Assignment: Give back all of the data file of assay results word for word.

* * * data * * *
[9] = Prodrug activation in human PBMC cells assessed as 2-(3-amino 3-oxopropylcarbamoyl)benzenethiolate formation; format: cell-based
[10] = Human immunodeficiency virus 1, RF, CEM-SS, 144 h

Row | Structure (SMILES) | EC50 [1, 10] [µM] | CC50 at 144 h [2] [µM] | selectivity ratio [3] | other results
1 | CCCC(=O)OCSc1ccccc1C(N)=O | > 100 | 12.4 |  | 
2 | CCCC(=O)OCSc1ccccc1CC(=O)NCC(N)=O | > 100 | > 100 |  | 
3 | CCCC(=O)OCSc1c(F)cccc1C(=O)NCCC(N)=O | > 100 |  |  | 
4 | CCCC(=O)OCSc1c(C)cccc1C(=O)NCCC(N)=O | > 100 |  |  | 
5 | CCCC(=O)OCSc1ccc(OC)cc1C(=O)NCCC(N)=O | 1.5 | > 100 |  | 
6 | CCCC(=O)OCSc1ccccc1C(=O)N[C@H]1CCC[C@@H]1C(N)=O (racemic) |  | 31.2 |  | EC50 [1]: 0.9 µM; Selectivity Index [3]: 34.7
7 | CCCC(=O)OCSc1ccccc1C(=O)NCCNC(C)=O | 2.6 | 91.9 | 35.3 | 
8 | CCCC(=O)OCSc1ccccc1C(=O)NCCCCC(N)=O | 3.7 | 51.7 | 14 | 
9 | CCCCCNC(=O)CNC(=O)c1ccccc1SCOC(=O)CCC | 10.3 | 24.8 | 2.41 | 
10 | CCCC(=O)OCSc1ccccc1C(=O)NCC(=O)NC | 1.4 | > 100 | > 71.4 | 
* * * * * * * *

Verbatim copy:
[9] = Prodrug activation in human PBMC cells assessed as 2-(3-amino 3-oxopropylcarbamoyl)benzenethiolate formation; format: cell-based
[10] = Human immunodeficiency virus 1, RF, CEM-SS, 144 h

Row | Structure (SMILES) | EC50 [1, 10] [µM] | CC50 at 144 h [2] [µM] | selectivity ratio [3] | other results
1 | CCCC(=O)OCSc1ccccc1C(N)=O | > 100 | 12.4 |  | 
2 | CCCC(=O)OCSc1ccccc1CC(=O)NCC(N)=O | > 100 | > 100 |  | 
3 | CCCC(=O)OCSc1c(F)cccc1C(=O)NCCC(N)=O | > 100 |  |  | 
4 | CCCC(=O)OCSc1c(C)cccc1C(=O)NCCC(N)=O | > 100 |  |  | 
5 | CCCC(=O)OCSc1ccc(OC)cc1C(=O)NCCC(N)=O | 1.5 | > 100 |  | 
6 | CCCC(=O)OCSc1ccccc1C(=O)N[C@H]1CCC[C@@H]1C(N)=O (racemic) |  | 31.2 |  | EC50 [1]: 0.9 µM; Selectivity Index [3]: 34.7
7 | CCCC(=O)OCSc1ccccc1C(=O)NCCNC(C)=O | 2.6 | 91.9 | 35.3 | 
8 | CCCC(=O)OCSc1ccccc1C(=O)NCCCCC(N)=O | 3.7 | 51.7 | 14 | 
9 | CCCCCNC(=O)CNC(=O)c1ccccc1SCOC(=O)CCC | 10.3 | 24.8 | 2.41 | 
10 | CCCC(=O)OCSc1ccccc1C(=O)NCC(=O)NC | 1.4 | > 100 | > 71.4 | 